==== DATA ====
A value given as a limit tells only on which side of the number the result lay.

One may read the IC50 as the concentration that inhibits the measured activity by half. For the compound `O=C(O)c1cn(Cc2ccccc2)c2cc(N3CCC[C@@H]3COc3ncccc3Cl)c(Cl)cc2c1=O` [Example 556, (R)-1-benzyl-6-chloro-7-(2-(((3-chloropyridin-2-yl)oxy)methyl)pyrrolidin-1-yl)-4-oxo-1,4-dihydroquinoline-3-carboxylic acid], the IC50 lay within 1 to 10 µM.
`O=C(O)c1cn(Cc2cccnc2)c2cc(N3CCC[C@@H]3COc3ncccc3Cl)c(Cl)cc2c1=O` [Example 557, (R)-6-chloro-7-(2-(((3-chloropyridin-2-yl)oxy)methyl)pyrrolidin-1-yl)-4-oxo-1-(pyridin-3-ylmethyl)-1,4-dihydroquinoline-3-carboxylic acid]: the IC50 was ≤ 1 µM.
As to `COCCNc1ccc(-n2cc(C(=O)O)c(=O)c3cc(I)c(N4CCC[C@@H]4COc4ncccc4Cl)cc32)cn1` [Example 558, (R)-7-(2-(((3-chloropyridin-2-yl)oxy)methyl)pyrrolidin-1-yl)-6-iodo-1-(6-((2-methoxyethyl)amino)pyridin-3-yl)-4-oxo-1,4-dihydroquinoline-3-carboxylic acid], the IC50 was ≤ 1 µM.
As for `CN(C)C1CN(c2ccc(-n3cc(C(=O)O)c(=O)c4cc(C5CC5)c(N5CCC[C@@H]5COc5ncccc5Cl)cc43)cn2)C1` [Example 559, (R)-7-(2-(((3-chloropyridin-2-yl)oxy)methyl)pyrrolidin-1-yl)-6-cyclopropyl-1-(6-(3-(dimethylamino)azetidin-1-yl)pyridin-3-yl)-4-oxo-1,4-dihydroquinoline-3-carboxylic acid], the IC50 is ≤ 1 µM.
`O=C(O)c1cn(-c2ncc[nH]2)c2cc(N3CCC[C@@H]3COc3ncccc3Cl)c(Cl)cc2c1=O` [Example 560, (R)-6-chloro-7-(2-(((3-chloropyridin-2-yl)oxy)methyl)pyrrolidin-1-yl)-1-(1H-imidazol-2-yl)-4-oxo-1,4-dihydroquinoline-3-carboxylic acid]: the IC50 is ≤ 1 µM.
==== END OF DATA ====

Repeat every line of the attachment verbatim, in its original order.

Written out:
A value given as a limit tells only on which side of the number the result lay.

One may read the IC50 as the concentration that inhibits the measured activity by half. For the compound `O=C(O)c1cn(Cc2ccccc2)c2cc(N3CCC[C@@H]3COc3ncccc3Cl)c(Cl)cc2c1=O` [Example 556, (R)-1-benzyl-6-chloro-7-(2-(((3-chloropyridin-2-yl)oxy)methyl)pyrrolidin-1-yl)-4-oxo-1,4-dihydroquinoline-3-carboxylic acid], the IC50 lay within 1 to 10 µM.
`O=C(O)c1cn(Cc2cccnc2)c2cc(N3CCC[C@@H]3COc3ncccc3Cl)c(Cl)cc2c1=O` [Example 557, (R)-6-chloro-7-(2-(((3-chloropyridin-2-yl)oxy)methyl)pyrrolidin-1-yl)-4-oxo-1-(pyridin-3-ylmethyl)-1,4-dihydroquinoline-3-carboxylic acid]: the IC50 was ≤ 1 µM.
As to `COCCNc1ccc(-n2cc(C(=O)O)c(=O)c3cc(I)c(N4CCC[C@@H]4COc4ncccc4Cl)cc32)cn1` [Example 558, (R)-7-(2-(((3-chloropyridin-2-yl)oxy)methyl)pyrrolidin-1-yl)-6-iodo-1-(6-((2-methoxyethyl)amino)pyridin-3-yl)-4-oxo-1,4-dihydroquinoline-3-carboxylic acid], the IC50 was ≤ 1 µM.
As for `CN(C)C1CN(c2ccc(-n3cc(C(=O)O)c(=O)c4cc(C5CC5)c(N5CCC[C@@H]5COc5ncccc5Cl)cc43)cn2)C1` [Example 559, (R)-7-(2-(((3-chloropyridin-2-yl)oxy)methyl)pyrrolidin-1-yl)-6-cyclopropyl-1-(6-(3-(dimethylamino)azetidin-1-yl)pyridin-3-yl)-4-oxo-1,4-dihydroquinoline-3-carboxylic acid], the IC50 is ≤ 1 µM.
`O=C(O)c1cn(-c2ncc[nH]2)c2cc(N3CCC[C@@H]3COc3ncccc3Cl)c(Cl)cc2c1=O` [Example 560, (R)-6-chloro-7-(2-(((3-chloropyridin-2-yl)oxy)methyl)pyrrolidin-1-yl)-1-(1H-imidazol-2-yl)-4-oxo-1,4-dihydroquinoline-3-carboxylic acid]: the IC50 is ≤ 1 µM.